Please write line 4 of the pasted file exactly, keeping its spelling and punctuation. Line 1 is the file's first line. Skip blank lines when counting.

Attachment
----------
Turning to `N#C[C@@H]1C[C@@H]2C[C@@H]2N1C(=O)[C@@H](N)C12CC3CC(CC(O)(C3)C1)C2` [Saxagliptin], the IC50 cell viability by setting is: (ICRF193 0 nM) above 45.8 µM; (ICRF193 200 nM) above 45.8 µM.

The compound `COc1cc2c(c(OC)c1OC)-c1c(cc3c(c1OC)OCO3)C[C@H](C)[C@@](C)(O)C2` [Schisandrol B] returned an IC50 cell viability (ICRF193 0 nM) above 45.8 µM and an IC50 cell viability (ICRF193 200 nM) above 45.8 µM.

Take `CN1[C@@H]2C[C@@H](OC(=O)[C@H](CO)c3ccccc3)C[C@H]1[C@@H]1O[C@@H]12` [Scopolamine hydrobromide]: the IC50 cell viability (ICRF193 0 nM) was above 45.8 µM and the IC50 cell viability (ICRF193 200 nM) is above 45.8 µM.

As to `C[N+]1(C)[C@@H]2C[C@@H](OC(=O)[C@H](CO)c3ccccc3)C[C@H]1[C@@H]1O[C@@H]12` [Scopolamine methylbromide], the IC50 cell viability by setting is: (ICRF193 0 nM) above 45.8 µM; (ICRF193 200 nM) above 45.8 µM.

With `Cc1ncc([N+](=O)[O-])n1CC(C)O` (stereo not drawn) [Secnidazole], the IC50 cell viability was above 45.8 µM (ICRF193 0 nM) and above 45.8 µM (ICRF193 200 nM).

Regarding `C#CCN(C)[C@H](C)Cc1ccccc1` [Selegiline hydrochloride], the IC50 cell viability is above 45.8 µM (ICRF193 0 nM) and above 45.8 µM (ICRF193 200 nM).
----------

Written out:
As to `C[N+]1(C)[C@@H]2C[C@@H](OC(=O)[C@H](CO)c3ccccc3)C[C@H]1[C@@H]1O[C@@H]12` [Scopolamine methylbromide], the IC50 cell viability by setting is: (ICRF193 0 nM) above 45.8 µM; (ICRF193 200 nM) above 45.8 µM.